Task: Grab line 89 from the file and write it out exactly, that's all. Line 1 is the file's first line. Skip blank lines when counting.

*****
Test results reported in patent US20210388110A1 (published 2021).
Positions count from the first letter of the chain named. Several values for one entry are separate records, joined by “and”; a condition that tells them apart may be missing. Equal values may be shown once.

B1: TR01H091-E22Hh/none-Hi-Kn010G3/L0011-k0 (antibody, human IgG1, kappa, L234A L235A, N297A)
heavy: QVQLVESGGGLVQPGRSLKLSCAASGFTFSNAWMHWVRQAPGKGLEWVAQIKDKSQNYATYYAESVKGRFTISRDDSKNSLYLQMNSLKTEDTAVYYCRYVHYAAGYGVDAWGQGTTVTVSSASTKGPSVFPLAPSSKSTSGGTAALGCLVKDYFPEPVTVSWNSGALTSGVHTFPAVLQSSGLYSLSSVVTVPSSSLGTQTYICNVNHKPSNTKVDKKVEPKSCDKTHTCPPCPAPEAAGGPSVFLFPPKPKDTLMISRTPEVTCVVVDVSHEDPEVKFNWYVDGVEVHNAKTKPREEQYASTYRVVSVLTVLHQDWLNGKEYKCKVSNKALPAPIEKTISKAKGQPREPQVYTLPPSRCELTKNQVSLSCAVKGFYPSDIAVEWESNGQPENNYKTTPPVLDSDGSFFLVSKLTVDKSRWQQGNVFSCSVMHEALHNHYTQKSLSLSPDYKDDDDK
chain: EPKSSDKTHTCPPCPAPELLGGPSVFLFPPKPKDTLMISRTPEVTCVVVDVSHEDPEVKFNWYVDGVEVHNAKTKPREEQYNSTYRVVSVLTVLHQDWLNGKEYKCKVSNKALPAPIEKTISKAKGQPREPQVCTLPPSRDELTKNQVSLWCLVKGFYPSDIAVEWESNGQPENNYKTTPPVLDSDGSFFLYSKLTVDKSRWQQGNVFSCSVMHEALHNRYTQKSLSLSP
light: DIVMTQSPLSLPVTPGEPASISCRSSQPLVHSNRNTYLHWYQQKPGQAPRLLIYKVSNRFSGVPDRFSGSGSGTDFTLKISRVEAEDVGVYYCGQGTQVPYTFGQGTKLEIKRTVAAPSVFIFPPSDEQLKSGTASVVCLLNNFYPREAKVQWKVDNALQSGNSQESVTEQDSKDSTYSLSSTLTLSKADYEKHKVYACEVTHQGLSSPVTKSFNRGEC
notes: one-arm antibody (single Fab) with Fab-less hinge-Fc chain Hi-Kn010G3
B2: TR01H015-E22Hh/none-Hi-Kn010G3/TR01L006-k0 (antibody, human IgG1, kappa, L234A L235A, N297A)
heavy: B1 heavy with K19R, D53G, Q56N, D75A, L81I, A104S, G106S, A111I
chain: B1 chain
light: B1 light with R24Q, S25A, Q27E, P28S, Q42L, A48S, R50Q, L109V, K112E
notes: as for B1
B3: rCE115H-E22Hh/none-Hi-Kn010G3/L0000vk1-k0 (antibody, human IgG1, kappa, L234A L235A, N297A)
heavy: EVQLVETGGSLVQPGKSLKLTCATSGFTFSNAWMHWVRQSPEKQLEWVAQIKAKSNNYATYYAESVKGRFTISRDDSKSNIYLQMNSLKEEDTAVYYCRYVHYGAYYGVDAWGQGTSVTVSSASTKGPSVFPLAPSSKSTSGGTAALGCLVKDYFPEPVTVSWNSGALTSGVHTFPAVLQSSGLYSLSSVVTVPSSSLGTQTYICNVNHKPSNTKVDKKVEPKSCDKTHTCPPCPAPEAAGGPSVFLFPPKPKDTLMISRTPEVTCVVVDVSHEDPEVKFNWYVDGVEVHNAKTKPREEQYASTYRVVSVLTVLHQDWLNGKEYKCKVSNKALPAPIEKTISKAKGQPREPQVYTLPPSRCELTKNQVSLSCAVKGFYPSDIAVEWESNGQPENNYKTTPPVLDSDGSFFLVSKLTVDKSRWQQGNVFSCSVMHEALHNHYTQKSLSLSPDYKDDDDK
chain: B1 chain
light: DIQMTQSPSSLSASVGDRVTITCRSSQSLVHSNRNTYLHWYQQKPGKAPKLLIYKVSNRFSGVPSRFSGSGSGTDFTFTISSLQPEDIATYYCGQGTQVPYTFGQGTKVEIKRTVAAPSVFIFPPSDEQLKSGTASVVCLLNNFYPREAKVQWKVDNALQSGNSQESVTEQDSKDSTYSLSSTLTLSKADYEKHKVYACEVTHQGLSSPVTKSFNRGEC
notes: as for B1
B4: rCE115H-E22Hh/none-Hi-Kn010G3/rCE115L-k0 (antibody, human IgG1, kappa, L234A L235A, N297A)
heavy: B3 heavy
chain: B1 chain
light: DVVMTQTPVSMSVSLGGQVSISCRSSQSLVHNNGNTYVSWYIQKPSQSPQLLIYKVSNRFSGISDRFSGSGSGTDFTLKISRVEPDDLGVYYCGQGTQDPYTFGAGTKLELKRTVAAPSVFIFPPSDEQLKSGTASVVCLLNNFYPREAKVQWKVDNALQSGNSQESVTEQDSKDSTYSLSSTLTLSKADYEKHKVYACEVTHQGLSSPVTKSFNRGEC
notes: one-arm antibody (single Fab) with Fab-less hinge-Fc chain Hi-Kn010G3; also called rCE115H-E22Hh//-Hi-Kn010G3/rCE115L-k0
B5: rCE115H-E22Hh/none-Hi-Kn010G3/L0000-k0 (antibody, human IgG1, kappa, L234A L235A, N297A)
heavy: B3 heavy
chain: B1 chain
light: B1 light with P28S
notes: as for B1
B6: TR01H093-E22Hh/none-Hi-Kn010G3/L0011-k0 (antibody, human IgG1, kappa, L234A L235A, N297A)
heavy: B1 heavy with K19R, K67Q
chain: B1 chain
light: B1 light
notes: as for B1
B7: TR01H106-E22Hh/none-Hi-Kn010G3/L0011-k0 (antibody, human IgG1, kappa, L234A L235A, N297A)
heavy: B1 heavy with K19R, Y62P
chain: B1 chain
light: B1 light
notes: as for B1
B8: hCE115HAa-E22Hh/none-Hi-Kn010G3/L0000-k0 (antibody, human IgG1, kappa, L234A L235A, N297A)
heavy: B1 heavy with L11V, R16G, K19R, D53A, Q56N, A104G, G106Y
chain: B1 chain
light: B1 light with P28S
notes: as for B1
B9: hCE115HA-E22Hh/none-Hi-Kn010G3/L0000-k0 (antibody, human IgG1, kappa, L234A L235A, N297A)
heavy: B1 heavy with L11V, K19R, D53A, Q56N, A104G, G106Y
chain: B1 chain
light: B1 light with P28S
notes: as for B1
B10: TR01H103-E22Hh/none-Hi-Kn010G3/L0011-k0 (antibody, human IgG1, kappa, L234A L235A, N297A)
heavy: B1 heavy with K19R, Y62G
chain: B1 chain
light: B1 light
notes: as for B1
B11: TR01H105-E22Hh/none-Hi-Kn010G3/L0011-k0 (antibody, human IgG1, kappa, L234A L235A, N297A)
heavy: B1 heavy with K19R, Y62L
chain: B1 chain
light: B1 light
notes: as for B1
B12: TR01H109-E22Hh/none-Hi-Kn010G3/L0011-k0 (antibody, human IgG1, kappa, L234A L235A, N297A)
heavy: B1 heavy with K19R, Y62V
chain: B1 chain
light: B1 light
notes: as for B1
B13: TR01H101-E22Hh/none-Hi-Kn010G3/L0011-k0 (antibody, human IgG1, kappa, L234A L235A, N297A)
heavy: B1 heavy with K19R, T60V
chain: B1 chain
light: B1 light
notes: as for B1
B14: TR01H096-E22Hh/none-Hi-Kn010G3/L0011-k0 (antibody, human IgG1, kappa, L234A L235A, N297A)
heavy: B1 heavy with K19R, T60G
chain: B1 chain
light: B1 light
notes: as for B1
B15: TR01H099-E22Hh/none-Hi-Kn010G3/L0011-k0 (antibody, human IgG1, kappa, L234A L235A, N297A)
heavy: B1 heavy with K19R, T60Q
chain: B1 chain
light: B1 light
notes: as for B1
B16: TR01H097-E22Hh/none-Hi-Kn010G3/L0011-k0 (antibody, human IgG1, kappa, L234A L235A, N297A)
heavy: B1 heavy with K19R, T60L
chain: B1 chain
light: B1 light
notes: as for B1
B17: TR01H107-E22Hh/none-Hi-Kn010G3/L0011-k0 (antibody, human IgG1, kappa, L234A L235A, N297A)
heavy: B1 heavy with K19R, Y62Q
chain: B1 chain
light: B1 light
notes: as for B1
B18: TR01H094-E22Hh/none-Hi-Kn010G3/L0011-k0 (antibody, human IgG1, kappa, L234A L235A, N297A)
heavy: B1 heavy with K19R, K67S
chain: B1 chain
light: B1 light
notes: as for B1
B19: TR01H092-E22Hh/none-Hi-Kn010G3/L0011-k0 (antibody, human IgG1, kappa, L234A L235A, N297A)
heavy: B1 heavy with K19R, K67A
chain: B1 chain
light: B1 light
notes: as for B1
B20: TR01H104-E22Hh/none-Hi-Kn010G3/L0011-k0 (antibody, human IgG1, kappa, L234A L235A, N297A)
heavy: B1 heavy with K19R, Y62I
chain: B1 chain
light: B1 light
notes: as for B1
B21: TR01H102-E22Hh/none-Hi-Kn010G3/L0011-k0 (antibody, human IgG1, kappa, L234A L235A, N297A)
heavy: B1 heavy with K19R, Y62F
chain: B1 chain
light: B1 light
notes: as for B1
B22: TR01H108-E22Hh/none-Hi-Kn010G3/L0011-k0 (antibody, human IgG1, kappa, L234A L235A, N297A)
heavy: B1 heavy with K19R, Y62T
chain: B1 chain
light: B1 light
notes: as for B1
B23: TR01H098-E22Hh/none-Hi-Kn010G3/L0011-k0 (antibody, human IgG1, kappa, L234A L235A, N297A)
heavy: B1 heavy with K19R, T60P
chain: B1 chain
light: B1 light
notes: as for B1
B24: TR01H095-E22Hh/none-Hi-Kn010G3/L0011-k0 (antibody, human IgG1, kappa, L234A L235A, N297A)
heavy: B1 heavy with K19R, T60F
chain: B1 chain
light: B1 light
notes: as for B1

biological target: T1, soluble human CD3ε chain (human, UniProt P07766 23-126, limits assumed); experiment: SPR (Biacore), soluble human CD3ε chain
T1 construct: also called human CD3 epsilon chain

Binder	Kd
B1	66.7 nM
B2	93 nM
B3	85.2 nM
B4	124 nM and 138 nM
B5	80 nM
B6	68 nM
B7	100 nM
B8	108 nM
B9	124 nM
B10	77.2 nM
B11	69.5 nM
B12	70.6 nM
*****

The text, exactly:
heavy: B1 heavy with K19R, K67S